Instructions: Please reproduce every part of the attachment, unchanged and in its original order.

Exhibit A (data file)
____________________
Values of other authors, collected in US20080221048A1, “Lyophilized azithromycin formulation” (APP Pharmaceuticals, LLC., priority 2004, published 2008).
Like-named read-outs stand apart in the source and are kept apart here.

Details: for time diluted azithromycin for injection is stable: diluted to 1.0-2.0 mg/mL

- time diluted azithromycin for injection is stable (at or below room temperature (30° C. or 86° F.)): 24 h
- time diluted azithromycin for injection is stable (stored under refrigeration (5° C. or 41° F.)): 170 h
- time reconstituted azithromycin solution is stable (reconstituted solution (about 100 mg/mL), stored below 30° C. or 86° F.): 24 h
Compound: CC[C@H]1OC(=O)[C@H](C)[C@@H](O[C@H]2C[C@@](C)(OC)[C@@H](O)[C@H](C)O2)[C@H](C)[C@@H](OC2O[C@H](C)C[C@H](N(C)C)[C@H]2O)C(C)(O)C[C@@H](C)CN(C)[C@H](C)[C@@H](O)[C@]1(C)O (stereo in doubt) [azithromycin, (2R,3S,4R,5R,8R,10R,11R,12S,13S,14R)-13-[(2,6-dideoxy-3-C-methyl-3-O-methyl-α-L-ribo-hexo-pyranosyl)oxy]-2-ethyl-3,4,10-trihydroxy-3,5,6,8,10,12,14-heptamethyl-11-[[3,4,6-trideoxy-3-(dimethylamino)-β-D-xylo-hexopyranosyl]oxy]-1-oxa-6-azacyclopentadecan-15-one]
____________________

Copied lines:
Values of other authors, collected in US20080221048A1, “Lyophilized azithromycin formulation” (APP Pharmaceuticals, LLC., priority 2004, published 2008).
Like-named read-outs stand apart in the source and are kept apart here.

Details: for time diluted azithromycin for injection is stable: diluted to 1.0-2.0 mg/mL

- time diluted azithromycin for injection is stable (at or below room temperature (30° C. or 86° F.)): 24 h
- time diluted azithromycin for injection is stable (stored under refrigeration (5° C. or 41° F.)): 170 h
- time reconstituted azithromycin solution is stable (reconstituted solution (about 100 mg/mL), stored below 30° C. or 86° F.): 24 h
Compound: CC[C@H]1OC(=O)[C@H](C)[C@@H](O[C@H]2C[C@@](C)(OC)[C@@H](O)[C@H](C)O2)[C@H](C)[C@@H](OC2O[C@H](C)C[C@H](N(C)C)[C@H]2O)C(C)(O)C[C@@H](C)CN(C)[C@H](C)[C@@H](O)[C@]1(C)O (stereo in doubt) [azithromycin, (2R,3S,4R,5R,8R,10R,11R,12S,13S,14R)-13-[(2,6-dideoxy-3-C-methyl-3-O-methyl-α-L-ribo-hexo-pyranosyl)oxy]-2-ethyl-3,4,10-trihydroxy-3,5,6,8,10,12,14-heptamethyl-11-[[3,4,6-trideoxy-3-(dimethylamino)-β-D-xylo-hexopyranosyl]oxy]-1-oxa-6-azacyclopentadecan-15-one]